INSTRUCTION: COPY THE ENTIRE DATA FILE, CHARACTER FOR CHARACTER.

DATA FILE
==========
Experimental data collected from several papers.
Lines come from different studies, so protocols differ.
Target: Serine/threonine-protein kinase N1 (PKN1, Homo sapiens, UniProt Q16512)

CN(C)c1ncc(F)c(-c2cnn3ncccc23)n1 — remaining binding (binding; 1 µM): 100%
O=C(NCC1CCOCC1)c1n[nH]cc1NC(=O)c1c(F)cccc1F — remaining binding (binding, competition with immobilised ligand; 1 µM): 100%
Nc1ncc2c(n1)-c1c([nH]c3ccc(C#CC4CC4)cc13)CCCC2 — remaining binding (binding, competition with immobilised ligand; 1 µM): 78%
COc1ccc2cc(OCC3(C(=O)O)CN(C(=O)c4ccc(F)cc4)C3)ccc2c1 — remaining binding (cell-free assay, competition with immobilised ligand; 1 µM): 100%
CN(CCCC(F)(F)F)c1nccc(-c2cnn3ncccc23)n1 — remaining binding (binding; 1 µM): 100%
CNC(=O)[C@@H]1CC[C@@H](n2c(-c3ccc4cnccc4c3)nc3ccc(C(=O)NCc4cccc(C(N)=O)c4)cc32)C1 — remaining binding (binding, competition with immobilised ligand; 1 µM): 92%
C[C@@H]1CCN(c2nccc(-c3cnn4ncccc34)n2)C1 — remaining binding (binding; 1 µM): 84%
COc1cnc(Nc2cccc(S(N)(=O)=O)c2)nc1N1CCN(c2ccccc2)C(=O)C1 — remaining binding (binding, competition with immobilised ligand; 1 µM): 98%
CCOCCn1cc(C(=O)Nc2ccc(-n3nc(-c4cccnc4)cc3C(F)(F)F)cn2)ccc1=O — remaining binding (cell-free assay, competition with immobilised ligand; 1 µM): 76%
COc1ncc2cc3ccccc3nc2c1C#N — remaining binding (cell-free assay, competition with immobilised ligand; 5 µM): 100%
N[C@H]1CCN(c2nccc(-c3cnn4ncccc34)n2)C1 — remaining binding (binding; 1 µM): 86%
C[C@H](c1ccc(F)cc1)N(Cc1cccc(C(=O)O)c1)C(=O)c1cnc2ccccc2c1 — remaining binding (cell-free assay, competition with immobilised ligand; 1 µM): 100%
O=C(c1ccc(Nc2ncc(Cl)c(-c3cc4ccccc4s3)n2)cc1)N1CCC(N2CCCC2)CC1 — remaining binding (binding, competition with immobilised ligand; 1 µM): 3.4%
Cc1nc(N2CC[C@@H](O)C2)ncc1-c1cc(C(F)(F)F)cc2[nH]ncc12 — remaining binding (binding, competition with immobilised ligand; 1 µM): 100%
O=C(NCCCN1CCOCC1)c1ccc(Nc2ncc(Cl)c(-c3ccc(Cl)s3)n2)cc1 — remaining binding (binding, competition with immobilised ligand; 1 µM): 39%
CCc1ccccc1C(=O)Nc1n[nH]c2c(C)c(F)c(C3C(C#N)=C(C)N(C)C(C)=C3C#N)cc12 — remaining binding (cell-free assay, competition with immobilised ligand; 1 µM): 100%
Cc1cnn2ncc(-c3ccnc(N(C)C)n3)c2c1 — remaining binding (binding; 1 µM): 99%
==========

Experimental data collected from several papers.
Lines come from different studies, so protocols differ.
Target: Serine/threonine-protein kinase N1 (PKN1, Homo sapiens, UniProt Q16512)

CN(C)c1ncc(F)c(-c2cnn3ncccc23)n1 — remaining binding (binding; 1 µM): 100%
O=C(NCC1CCOCC1)c1n[nH]cc1NC(=O)c1c(F)cccc1F — remaining binding (binding, competition with immobilised ligand; 1 µM): 100%
Nc1ncc2c(n1)-c1c([nH]c3ccc(C#CC4CC4)cc13)CCCC2 — remaining binding (binding, competition with immobilised ligand; 1 µM): 78%
COc1ccc2cc(OCC3(C(=O)O)CN(C(=O)c4ccc(F)cc4)C3)ccc2c1 — remaining binding (cell-free assay, competition with immobilised ligand; 1 µM): 100%
CN(CCCC(F)(F)F)c1nccc(-c2cnn3ncccc23)n1 — remaining binding (binding; 1 µM): 100%
CNC(=O)[C@@H]1CC[C@@H](n2c(-c3ccc4cnccc4c3)nc3ccc(C(=O)NCc4cccc(C(N)=O)c4)cc32)C1 — remaining binding (binding, competition with immobilised ligand; 1 µM): 92%
C[C@@H]1CCN(c2nccc(-c3cnn4ncccc34)n2)C1 — remaining binding (binding; 1 µM): 84%
COc1cnc(Nc2cccc(S(N)(=O)=O)c2)nc1N1CCN(c2ccccc2)C(=O)C1 — remaining binding (binding, competition with immobilised ligand; 1 µM): 98%
CCOCCn1cc(C(=O)Nc2ccc(-n3nc(-c4cccnc4)cc3C(F)(F)F)cn2)ccc1=O — remaining binding (cell-free assay, competition with immobilised ligand; 1 µM): 76%
COc1ncc2cc3ccccc3nc2c1C#N — remaining binding (cell-free assay, competition with immobilised ligand; 5 µM): 100%
N[C@H]1CCN(c2nccc(-c3cnn4ncccc34)n2)C1 — remaining binding (binding; 1 µM): 86%
C[C@H](c1ccc(F)cc1)N(Cc1cccc(C(=O)O)c1)C(=O)c1cnc2ccccc2c1 — remaining binding (cell-free assay, competition with immobilised ligand; 1 µM): 100%
O=C(c1ccc(Nc2ncc(Cl)c(-c3cc4ccccc4s3)n2)cc1)N1CCC(N2CCCC2)CC1 — remaining binding (binding, competition with immobilised ligand; 1 µM): 3.4%
Cc1nc(N2CC[C@@H](O)C2)ncc1-c1cc(C(F)(F)F)cc2[nH]ncc12 — remaining binding (binding, competition with immobilised ligand; 1 µM): 100%
O=C(NCCCN1CCOCC1)c1ccc(Nc2ncc(Cl)c(-c3ccc(Cl)s3)n2)cc1 — remaining binding (binding, competition with immobilised ligand; 1 µM): 39%
CCc1ccccc1C(=O)Nc1n[nH]c2c(C)c(F)c(C3C(C#N)=C(C)N(C)C(C)=C3C#N)cc12 — remaining binding (cell-free assay, competition with immobilised ligand; 1 µM): 100%
Cc1cnn2ncc(-c3ccnc(N(C)C)n3)c2c1 — remaining binding (binding; 1 µM): 99%